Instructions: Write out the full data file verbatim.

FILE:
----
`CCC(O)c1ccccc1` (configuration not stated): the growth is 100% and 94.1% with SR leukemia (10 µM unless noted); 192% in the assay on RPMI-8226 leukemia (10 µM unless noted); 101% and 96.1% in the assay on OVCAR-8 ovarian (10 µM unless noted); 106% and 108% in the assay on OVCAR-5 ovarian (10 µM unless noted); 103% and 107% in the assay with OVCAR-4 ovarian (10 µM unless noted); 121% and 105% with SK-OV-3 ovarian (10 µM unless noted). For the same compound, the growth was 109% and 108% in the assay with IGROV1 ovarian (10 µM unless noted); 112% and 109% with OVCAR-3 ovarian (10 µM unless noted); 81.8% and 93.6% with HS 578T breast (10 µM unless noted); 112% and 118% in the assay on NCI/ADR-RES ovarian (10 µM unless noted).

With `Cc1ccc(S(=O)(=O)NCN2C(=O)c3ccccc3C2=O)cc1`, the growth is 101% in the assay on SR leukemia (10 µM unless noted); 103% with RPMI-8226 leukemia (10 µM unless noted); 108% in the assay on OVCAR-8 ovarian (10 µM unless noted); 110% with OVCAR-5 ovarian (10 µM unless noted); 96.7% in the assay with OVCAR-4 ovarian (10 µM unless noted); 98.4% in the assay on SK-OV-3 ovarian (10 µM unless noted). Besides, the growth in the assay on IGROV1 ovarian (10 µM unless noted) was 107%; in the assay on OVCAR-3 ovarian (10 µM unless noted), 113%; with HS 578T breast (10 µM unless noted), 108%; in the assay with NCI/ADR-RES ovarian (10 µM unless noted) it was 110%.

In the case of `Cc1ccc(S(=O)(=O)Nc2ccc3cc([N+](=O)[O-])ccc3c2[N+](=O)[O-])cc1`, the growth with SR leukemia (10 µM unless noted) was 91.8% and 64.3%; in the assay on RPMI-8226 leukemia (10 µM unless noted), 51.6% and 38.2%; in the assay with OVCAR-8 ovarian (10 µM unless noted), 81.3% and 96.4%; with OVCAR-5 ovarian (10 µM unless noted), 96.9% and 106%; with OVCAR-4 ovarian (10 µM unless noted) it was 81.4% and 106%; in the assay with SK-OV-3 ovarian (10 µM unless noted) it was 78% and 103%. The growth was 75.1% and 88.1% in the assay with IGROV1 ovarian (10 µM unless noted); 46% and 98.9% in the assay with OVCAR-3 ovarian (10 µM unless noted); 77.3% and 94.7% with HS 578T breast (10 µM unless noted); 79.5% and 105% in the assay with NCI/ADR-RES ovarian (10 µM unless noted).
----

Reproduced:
`CCC(O)c1ccccc1` (configuration not stated): the growth is 100% and 94.1% with SR leukemia (10 µM unless noted); 192% in the assay on RPMI-8226 leukemia (10 µM unless noted); 101% and 96.1% in the assay on OVCAR-8 ovarian (10 µM unless noted); 106% and 108% in the assay on OVCAR-5 ovarian (10 µM unless noted); 103% and 107% in the assay with OVCAR-4 ovarian (10 µM unless noted); 121% and 105% with SK-OV-3 ovarian (10 µM unless noted). For the same compound, the growth was 109% and 108% in the assay with IGROV1 ovarian (10 µM unless noted); 112% and 109% with OVCAR-3 ovarian (10 µM unless noted); 81.8% and 93.6% with HS 578T breast (10 µM unless noted); 112% and 118% in the assay on NCI/ADR-RES ovarian (10 µM unless noted).

With `Cc1ccc(S(=O)(=O)NCN2C(=O)c3ccccc3C2=O)cc1`, the growth is 101% in the assay on SR leukemia (10 µM unless noted); 103% with RPMI-8226 leukemia (10 µM unless noted); 108% in the assay on OVCAR-8 ovarian (10 µM unless noted); 110% with OVCAR-5 ovarian (10 µM unless noted); 96.7% in the assay with OVCAR-4 ovarian (10 µM unless noted); 98.4% in the assay on SK-OV-3 ovarian (10 µM unless noted). Besides, the growth in the assay on IGROV1 ovarian (10 µM unless noted) was 107%; in the assay on OVCAR-3 ovarian (10 µM unless noted), 113%; with HS 578T breast (10 µM unless noted), 108%; in the assay with NCI/ADR-RES ovarian (10 µM unless noted) it was 110%.

In the case of `Cc1ccc(S(=O)(=O)Nc2ccc3cc([N+](=O)[O-])ccc3c2[N+](=O)[O-])cc1`, the growth with SR leukemia (10 µM unless noted) was 91.8% and 64.3%; in the assay on RPMI-8226 leukemia (10 µM unless noted), 51.6% and 38.2%; in the assay with OVCAR-8 ovarian (10 µM unless noted), 81.3% and 96.4%; with OVCAR-5 ovarian (10 µM unless noted), 96.9% and 106%; with OVCAR-4 ovarian (10 µM unless noted) it was 81.4% and 106%; in the assay with SK-OV-3 ovarian (10 µM unless noted) it was 78% and 103%. The growth was 75.1% and 88.1% in the assay with IGROV1 ovarian (10 µM unless noted); 46% and 98.9% in the assay with OVCAR-3 ovarian (10 µM unless noted); 77.3% and 94.7% with HS 578T breast (10 µM unless noted); 79.5% and 105% in the assay with NCI/ADR-RES ovarian (10 µM unless noted).